US stock market index futures pointed to a moderately lower open (SPY -0.4%) and the DOW to fall back below the 20 K level this morning. Investors are eyeing key economic data, corporate earnings and are still uncertain how to bet on the President. The US dollar and crude prices stable, but volatile.
Here is the current market situation from CNN Money
European markets are lower today with shares in France off the most. The CAC 40 is down 0.88% while Germany's DAX is off 0.82% and London's FTSE 100 is lower by 0.80%.
WASHINGTON (Reuters) - U.S. consumer spending rose solidly in December as households bought motor vehicles and a range of services amid rising wages, pointing to sustained domestic demand that is likely to set the economy up for faster growth in early 2017.
NEW YORK (Reuters) - Currency market fluctuations in the third quarter of 2016 had the smallest negative impact on North American companies' financial results since 2014, FIREapps said in a report on Monday.
(Reuters) - Goldman Sachs Group Inc CEO Lloyd Blankfein told employees that President Donald Trump's order to halt arrivals from seven Muslim-majority countries was not a policy the bank endorsed, according to a source familiar with the matter.
NEW YORK (Reuters) - Starbucks Corp Chief Executive Officer Howard Schultz said on Sunday that the company planned to hire 10,000 refugees over five years in 75 countries, two days after U.S. President Donald Trump's executive order banning refugees from certain countries.
NEW YORK/BOSTON (Reuters) - Most U.S. corporate bosses have stayed silent on President Donald Trump's immigration curbs, underscoring the sensitivities around opposing policies that could provoke a backlash from the White House.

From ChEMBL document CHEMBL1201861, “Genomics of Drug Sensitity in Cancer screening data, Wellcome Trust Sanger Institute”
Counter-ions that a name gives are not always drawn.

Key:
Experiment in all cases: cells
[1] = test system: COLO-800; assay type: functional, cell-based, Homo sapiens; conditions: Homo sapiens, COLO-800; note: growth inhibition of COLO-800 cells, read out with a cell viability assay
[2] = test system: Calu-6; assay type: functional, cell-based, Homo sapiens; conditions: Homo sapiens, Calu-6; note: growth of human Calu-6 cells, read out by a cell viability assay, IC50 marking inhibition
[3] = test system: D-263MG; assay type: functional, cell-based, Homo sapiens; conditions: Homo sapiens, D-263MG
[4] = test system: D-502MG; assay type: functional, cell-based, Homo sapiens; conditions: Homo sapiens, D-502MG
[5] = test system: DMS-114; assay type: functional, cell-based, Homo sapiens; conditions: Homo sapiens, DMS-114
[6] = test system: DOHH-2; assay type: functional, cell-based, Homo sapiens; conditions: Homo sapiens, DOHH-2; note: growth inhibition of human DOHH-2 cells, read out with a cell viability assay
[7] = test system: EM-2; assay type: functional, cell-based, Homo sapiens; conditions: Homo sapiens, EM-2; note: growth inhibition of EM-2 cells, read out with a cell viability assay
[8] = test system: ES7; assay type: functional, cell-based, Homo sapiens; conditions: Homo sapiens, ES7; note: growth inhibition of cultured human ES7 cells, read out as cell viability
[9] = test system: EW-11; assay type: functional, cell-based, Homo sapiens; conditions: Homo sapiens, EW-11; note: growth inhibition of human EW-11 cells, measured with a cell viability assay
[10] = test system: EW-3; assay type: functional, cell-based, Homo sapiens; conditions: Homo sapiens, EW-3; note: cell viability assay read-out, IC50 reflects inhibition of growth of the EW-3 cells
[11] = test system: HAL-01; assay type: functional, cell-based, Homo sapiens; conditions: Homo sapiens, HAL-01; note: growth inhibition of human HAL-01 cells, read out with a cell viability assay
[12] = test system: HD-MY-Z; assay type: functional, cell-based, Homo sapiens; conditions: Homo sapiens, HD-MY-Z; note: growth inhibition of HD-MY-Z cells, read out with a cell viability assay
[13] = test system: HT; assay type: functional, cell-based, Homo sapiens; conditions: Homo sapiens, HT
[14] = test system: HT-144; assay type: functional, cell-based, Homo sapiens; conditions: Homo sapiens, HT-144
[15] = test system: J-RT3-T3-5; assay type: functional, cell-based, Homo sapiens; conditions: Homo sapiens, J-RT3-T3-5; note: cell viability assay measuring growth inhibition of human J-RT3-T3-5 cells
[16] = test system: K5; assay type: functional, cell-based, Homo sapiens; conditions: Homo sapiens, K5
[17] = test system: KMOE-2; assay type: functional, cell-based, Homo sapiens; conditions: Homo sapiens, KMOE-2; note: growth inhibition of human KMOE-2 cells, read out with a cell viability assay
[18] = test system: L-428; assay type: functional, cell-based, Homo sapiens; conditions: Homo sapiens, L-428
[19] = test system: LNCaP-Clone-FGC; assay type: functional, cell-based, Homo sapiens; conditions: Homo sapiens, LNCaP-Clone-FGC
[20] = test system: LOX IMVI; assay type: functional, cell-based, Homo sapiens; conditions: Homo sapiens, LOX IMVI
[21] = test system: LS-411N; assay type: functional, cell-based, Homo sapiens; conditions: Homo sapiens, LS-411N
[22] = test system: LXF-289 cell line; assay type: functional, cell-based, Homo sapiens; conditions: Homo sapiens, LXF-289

BOSTON (Reuters) - The number of U.S. companies using a budgeting tool made famous in the 1970s by former U.S. President Jimmy Carter is surging as they turn their spending habits upside down to boost profits and to re-invest in their businesses.
(Reuters) - Office Depot Inc , No. 2 U.S. office supplies retailer, appointed Lenovo Group Ltd senior executive Gerry Smith as its chief executive and board member Joseph Vassalluzzo as chairman from Feb. 27.
Over the weekend, openly defiant CEOs, particularly among the tech sector, expressed their displeasure with Trump's Friday executive order on travel from seven Muslim countries with both words and deeds, among which the following (summary courtesy of Axios):
VCs funding the ACLU: Several venture capitalists, as well as a few entrepreneurs, took turns soliciting donations to the American Civil Liberties Union through social media and personally matching those donations.
Airbnb volunteers to help provide housing for impacted immigrants: The home-sharing company said that it will work with travelers and organizations to provide housing for those impacted by the executive order, whether through volunteer hosts or by funding housing.
Lyft and Uber commit millions of dollars to legal aid: On Sunday, Lyft said it will donate $1 million to the ACLU over the next four years. Later in the day, Uber said it will create a $3 million legal defense fund for impacted drivers, as well as provide legal assistance and compensate their lost wages.
Google is setting up a $2 million crisis fund: The search giant has set up a fund that will donate to the American Civil Liberties Union, Immigrant Legal Resource Center, International Rescue Committee, and UNHCR.